District Survey: Texas Teachers, Employees Preferring 4-Day Work Schedule

After the first 90 days of class, survey shows 73% of San Elizario employees prefer the new schedule.

This is a photo of Jeannie Meza-Chavez, superintendent of San Elizario Independent School District.
Jeannie Meza-Chavez, superintendent of San Elizario Independent School District, attends a meeting of the school board on Wednesday, Nov. 8. (Corrie Boudreaux/El Paso Matters)

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Affirmation that the San Elizario Independent School District made the right move in switching to a four-day school schedule came after the first 90 days of class when 73% of its employees said they prefer the new schedule, a district survey shows.

And, not a single parent has complained about the new schedule at any of four school board meetings since the start of the school year, nor has the subject been brought up with the district’s parent liaison.

“First of all, my kids love it,” said parent Evelyn Arroyo, who has a third-grader and a fourth-grader in the district. “They like the three days off every week. But more importantly, they seem more engaged when they do go back to school, they want to do their homework.”

In August, San Elizario, with its 3,000 students in the Lower Valley, became the first school district in El Paso to switch to a four-day schedule, joining 76 other school districts in Texas. While San Eli is committed to staying on the new schedule for at least two years, the district is measuring and monitoring every aspect of its operation – including results of student performance on state tests, which will not be available for a year.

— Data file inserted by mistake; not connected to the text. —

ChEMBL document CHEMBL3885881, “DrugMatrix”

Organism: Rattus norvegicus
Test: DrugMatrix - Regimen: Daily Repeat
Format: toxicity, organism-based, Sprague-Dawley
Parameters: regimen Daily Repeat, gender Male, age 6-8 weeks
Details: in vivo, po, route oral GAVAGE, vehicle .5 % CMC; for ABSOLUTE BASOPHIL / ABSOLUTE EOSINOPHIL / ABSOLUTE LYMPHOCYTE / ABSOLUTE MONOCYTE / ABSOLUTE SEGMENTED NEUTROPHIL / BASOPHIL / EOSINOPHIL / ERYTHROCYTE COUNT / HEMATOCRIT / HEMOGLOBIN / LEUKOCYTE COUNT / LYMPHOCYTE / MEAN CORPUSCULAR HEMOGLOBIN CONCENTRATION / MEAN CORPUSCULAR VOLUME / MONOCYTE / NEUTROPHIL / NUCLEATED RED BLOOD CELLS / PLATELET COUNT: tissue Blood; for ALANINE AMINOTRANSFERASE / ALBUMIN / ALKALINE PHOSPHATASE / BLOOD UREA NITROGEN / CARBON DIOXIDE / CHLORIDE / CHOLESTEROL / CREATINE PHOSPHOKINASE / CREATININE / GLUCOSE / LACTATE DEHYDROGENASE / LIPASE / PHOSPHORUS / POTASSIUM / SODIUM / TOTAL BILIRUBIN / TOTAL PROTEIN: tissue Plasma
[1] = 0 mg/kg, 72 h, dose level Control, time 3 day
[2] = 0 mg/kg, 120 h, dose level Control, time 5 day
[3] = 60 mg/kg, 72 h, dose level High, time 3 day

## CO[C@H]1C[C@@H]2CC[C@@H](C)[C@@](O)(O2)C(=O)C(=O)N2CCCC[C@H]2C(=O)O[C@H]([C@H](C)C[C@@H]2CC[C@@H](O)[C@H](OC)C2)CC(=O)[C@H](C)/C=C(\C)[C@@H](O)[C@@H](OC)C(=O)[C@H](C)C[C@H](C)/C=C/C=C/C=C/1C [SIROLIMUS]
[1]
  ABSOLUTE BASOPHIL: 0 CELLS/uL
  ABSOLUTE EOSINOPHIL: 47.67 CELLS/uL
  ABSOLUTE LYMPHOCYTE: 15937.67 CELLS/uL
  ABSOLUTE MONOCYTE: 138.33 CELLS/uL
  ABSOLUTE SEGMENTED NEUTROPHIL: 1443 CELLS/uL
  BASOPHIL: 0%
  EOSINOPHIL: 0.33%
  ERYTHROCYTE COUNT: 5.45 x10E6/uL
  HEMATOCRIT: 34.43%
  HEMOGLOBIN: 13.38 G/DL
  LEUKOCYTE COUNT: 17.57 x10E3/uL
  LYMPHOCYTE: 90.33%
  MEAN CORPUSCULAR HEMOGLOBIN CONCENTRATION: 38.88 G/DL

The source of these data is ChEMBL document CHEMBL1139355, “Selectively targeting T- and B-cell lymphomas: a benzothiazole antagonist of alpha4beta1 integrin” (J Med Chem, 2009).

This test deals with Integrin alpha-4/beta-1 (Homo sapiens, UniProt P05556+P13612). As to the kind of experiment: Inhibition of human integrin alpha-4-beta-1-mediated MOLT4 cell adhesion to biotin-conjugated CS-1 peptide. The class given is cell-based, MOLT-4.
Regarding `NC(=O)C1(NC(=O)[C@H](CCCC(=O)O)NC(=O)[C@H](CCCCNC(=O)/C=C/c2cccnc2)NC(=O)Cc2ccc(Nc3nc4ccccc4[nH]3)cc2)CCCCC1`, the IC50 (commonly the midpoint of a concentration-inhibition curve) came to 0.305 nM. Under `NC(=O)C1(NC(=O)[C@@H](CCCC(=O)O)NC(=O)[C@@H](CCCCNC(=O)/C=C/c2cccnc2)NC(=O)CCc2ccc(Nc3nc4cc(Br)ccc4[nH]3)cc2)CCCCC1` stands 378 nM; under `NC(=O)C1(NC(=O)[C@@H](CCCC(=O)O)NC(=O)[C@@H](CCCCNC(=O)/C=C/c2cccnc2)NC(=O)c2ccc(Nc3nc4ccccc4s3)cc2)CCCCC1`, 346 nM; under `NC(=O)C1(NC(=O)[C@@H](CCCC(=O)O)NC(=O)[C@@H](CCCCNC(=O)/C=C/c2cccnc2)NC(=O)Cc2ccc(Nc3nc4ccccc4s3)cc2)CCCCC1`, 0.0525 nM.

So far, the results from the district’s other metrics being monitored have been positive, said Jeannie Meza-Chavez, the district’s superintendent.

“It’s not even close. Just about everyone is happy with the new schedule. They are using Mondays for self-care initiatives and honey-dos,” Meza-Chavez said. “Overall, it is paying off.”

  • An internal survey conducted anonymously by the district’s Human Resources Department at the nine weeks mark asked all teachers and staff if they prefer to stay on the four-day schedule or revert to five days. Results showed that 73% of employees want to stay on the four-day schedule.
  • The district currently has three certified teacher openings, compared to about 20 in previous years. One of the main reasons San Elizario moved to a four-day schedule was to attract certified teachers, something the district had been lacking.